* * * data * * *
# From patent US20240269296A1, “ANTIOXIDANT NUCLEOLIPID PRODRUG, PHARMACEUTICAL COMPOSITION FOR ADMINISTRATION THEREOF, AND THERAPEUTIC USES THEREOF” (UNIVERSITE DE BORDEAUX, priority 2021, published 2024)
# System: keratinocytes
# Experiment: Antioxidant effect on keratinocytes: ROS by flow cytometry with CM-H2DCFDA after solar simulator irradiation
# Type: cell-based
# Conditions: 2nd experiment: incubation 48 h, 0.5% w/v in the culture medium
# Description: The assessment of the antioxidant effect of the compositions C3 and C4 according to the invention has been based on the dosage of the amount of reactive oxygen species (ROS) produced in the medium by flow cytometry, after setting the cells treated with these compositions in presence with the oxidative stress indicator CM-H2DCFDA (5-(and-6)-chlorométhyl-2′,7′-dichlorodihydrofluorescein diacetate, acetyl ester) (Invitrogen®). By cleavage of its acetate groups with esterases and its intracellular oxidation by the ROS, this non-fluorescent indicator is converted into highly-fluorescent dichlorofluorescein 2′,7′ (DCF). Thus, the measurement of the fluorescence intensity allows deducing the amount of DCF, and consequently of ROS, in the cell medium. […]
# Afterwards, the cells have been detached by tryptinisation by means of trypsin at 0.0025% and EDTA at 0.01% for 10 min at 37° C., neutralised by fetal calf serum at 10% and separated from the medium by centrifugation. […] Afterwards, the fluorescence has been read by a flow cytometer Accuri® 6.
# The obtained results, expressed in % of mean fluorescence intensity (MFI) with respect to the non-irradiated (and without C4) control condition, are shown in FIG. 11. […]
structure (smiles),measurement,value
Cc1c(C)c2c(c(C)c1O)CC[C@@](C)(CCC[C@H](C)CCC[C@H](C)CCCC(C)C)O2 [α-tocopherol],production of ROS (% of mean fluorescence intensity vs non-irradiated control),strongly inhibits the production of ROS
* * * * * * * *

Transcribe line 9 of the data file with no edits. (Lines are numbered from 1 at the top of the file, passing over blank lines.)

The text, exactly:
structure (smiles),measurement,value